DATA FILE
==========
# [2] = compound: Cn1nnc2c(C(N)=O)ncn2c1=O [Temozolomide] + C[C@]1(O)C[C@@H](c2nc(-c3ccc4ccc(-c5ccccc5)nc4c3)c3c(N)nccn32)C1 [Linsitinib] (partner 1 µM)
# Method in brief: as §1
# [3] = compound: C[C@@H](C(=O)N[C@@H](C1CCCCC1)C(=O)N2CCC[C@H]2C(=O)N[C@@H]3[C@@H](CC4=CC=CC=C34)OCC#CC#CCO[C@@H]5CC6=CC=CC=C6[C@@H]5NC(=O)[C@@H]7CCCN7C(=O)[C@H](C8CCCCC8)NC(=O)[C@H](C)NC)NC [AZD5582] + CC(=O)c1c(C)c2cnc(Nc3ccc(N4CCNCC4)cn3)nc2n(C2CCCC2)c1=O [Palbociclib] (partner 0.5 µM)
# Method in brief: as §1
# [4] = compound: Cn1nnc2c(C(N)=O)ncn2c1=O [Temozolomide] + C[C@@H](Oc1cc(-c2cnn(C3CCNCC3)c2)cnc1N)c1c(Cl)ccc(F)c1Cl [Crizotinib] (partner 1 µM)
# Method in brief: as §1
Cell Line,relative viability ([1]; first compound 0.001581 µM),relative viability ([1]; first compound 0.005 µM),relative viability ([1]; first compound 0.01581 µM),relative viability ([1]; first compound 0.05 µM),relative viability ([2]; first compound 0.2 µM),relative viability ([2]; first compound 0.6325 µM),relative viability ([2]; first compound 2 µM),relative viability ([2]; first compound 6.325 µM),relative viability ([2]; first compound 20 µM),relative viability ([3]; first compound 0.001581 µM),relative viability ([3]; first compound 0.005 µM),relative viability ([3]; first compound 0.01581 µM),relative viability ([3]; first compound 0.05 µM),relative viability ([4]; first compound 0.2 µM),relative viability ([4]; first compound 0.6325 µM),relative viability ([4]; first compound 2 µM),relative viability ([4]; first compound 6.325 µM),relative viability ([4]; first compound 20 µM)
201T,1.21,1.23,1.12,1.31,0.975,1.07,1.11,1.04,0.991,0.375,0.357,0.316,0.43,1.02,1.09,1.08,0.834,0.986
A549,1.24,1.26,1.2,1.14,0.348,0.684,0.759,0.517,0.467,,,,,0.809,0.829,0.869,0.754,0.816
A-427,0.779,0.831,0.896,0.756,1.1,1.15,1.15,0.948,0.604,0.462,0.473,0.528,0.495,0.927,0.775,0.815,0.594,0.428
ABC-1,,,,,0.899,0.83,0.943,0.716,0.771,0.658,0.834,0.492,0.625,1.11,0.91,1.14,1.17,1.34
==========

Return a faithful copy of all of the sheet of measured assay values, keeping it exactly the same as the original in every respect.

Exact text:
# [2] = compound: Cn1nnc2c(C(N)=O)ncn2c1=O [Temozolomide] + C[C@]1(O)C[C@@H](c2nc(-c3ccc4ccc(-c5ccccc5)nc4c3)c3c(N)nccn32)C1 [Linsitinib] (partner 1 µM)
# Method in brief: as §1
# [3] = compound: C[C@@H](C(=O)N[C@@H](C1CCCCC1)C(=O)N2CCC[C@H]2C(=O)N[C@@H]3[C@@H](CC4=CC=CC=C34)OCC#CC#CCO[C@@H]5CC6=CC=CC=C6[C@@H]5NC(=O)[C@@H]7CCCN7C(=O)[C@H](C8CCCCC8)NC(=O)[C@H](C)NC)NC [AZD5582] + CC(=O)c1c(C)c2cnc(Nc3ccc(N4CCNCC4)cn3)nc2n(C2CCCC2)c1=O [Palbociclib] (partner 0.5 µM)
# Method in brief: as §1
# [4] = compound: Cn1nnc2c(C(N)=O)ncn2c1=O [Temozolomide] + C[C@@H](Oc1cc(-c2cnn(C3CCNCC3)c2)cnc1N)c1c(Cl)ccc(F)c1Cl [Crizotinib] (partner 1 µM)
# Method in brief: as §1
Cell Line,relative viability ([1]; first compound 0.001581 µM),relative viability ([1]; first compound 0.005 µM),relative viability ([1]; first compound 0.01581 µM),relative viability ([1]; first compound 0.05 µM),relative viability ([2]; first compound 0.2 µM),relative viability ([2]; first compound 0.6325 µM),relative viability ([2]; first compound 2 µM),relative viability ([2]; first compound 6.325 µM),relative viability ([2]; first compound 20 µM),relative viability ([3]; first compound 0.001581 µM),relative viability ([3]; first compound 0.005 µM),relative viability ([3]; first compound 0.01581 µM),relative viability ([3]; first compound 0.05 µM),relative viability ([4]; first compound 0.2 µM),relative viability ([4]; first compound 0.6325 µM),relative viability ([4]; first compound 2 µM),relative viability ([4]; first compound 6.325 µM),relative viability ([4]; first compound 20 µM)
201T,1.21,1.23,1.12,1.31,0.975,1.07,1.11,1.04,0.991,0.375,0.357,0.316,0.43,1.02,1.09,1.08,0.834,0.986
A549,1.24,1.26,1.2,1.14,0.348,0.684,0.759,0.517,0.467,,,,,0.809,0.829,0.869,0.754,0.816
A-427,0.779,0.831,0.896,0.756,1.1,1.15,1.15,0.948,0.604,0.462,0.473,0.528,0.495,0.927,0.775,0.815,0.594,0.428
ABC-1,,,,,0.899,0.83,0.943,0.716,0.771,0.658,0.834,0.492,0.625,1.11,0.91,1.14,1.17,1.34